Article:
Tuesday, October 15, 2013

Writing About the Writings

Formal writing is a specific form of expression that developed over centuries. Islam ushered in the era of written scholarship, where writing changed from being a privilege of a selected few to the right of the Muslim masses. The Quran eulogizes writing: "Noon. I swear by the Pen and by that which they write" (Qalam V.1). Although the Prophet (SWAS) himself could not read or write, he made it incumbent upon both male and female Muslims to learn. Soon Arabic became the language of global scholarship. Almost every masjid had its adjoining kuttab or madrasah. The Abbasids translated ancient Greek, Persian and Indian manuscripts to Arabic; followed by a period of synthesis and new developments in all subjects of inquiry. The work done at that time, became the basis of the European Renaissance and establishment of modern scholarship as we know it. Writing has become the premiere choice of scholarly engagement in the last couple of centuries.

Writing became the means of exchanging and preserving ideas. In fact, the most important idea for mankind, i.e. its purpose and mission in life, was written down by scribes as revealed to successive Messengers of Allah (SWT) - the last being preserved by Allah (SWT) Himself forever.

As compared to speaking, writing is more of an asynchronous process. One can think about an idea, ponder over about its nuances of meaning and constantly refine it until it comes out just right. This cannot be easily done with synchronous speech. Preferring script to speech means that the writer can think more about the impact of his words and their consequences, something that may save him a lot of embarrassment. The best aspect of writing I personally find helpful is that I can take a position, build up my case, present the evidence and conclusion, without being interrupted by anyone.

The best writing is that which emanates from true faith by studying the original sources of knowledge, i.e. from the Knower of all, Al Aleem. Thus a study of the Quran and Hadith, their understanding in the context of our lives and times brings out gems of insights which are worthy of sharing with others. In fact, sharing them makes one more conscious of their veracity and inspires oneself to right conduct. Come to think of it, it fulfills a duty every conscientious Muslim is obligated to undertake and will be asked about on the Last Day.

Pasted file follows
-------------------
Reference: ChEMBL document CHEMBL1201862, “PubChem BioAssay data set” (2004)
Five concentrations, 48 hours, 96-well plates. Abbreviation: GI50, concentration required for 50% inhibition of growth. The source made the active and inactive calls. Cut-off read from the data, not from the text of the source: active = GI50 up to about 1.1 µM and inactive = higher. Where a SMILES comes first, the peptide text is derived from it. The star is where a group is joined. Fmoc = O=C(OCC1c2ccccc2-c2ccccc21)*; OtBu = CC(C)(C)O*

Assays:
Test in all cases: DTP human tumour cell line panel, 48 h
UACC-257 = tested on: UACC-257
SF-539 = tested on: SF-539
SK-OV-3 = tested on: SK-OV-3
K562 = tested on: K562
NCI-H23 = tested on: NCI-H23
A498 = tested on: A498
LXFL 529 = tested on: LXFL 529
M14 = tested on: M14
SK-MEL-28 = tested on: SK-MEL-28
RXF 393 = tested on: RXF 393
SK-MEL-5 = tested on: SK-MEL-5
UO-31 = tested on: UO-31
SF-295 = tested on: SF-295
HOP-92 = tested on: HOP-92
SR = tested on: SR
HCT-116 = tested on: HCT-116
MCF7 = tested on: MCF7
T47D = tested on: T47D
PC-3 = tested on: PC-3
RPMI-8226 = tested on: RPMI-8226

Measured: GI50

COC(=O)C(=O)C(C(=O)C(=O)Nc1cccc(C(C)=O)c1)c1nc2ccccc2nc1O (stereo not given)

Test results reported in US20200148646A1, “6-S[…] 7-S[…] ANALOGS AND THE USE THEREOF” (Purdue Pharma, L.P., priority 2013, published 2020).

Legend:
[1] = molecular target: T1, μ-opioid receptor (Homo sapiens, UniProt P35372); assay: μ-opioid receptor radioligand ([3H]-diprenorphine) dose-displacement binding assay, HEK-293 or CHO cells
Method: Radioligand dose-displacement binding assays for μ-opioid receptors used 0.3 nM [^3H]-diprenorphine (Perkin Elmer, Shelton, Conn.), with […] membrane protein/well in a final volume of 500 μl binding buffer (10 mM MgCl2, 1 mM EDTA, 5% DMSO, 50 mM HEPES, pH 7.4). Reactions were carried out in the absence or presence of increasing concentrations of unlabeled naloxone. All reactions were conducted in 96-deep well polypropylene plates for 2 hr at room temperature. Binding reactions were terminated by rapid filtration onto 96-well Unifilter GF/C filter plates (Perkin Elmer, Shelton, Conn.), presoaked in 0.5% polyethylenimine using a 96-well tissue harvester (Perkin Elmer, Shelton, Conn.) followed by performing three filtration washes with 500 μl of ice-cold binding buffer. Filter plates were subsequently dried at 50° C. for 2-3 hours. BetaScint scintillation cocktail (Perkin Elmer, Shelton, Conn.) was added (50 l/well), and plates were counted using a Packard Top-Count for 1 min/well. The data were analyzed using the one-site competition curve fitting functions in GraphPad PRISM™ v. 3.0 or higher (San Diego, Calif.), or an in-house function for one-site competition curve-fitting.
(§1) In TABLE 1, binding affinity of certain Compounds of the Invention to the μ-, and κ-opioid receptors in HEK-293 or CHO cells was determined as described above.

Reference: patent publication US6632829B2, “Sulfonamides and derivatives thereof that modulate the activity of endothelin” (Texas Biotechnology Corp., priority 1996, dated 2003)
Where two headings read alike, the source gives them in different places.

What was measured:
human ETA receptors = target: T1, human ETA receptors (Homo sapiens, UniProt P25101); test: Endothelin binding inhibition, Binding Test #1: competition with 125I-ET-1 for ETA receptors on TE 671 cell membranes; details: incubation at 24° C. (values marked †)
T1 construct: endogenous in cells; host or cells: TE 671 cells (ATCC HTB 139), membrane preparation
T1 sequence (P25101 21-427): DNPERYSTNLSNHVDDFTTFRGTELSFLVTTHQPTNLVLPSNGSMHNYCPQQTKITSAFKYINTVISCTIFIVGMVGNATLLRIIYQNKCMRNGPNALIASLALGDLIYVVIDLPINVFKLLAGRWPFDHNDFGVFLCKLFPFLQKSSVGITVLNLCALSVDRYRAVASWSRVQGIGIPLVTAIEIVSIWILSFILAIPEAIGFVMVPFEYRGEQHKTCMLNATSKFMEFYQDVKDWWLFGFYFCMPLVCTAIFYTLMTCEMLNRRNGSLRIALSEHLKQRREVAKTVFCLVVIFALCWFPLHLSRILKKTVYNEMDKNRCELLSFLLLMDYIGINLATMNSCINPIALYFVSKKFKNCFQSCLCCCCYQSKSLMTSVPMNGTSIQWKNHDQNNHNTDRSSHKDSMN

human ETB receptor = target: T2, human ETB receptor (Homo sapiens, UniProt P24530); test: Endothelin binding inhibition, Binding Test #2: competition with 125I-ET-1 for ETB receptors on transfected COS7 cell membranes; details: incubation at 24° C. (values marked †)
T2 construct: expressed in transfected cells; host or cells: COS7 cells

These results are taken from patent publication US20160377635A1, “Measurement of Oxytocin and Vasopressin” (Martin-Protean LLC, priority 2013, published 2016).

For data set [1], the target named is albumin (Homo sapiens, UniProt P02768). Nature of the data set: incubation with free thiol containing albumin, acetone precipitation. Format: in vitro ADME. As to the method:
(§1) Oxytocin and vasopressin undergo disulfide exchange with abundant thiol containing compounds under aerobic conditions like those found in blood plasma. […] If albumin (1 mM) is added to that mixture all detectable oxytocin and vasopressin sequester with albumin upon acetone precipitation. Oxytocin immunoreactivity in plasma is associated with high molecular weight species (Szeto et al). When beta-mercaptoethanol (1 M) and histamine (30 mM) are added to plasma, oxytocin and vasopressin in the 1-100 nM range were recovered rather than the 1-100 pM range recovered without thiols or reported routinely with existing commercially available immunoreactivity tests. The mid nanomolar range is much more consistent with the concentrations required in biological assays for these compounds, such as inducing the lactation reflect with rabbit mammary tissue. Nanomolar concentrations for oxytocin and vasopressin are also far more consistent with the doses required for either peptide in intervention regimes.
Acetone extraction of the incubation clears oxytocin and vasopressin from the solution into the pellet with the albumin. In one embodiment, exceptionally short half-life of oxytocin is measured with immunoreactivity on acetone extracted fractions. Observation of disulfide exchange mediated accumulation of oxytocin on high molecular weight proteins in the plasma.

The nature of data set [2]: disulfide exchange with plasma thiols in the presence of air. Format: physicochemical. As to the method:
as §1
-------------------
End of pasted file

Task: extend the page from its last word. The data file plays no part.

My writing also enabled me to fulfill many of my social obligations that I had long neglected. These days there are many alternatives to formal written narratives like calling or texting on a phone, chatting, video conferencing, etc. Living on a shoe-string budget in the United States, I always preferred writing letter to making long distance calls to my family (email did not exist for the public back then). That phase of my life was followed by another three years where I had minimum contact with family and friends except through emails and letters. I lived in a new country, without telephone, cell phone, etc. My days and night were spent reading, researching and writing which I did quite a lot while teaching in a university and surviving on my own.

I came out of my isolation through the written word. At first, I expressed my views through individual replies to emails to friends and family. This was followed by a desire to address them collectively on pertinent common topics. Often the articles were followed by written exchanges by my audiences which allowed be to further refine them. I looked up everyone I could and added them to my distribution list. Thus writing allowed me to re-establish ties with my extended family and friends who are scattered over the world. Some of my early emails were published without my permission in a Pakistani Canadian publication after which I decided to post almost everything on a dedicated blog.

I am now attempting to select, arrange, re-edit/re-format a subset of those write-ups in a form of a book for wider distribution.

Through Allah's (SWT) tawfeeq, the circumstances to write these articles were created by the efforts of my teachers who gave me genuine ilm and under whom I am still learning; Umm Abdullah who provided me time and opportunity to write them with full concentration. I pray that this work is a form of sadaqajaria for them, my parents and everyone else who provided feedback and helped to spread it to others. Ameen.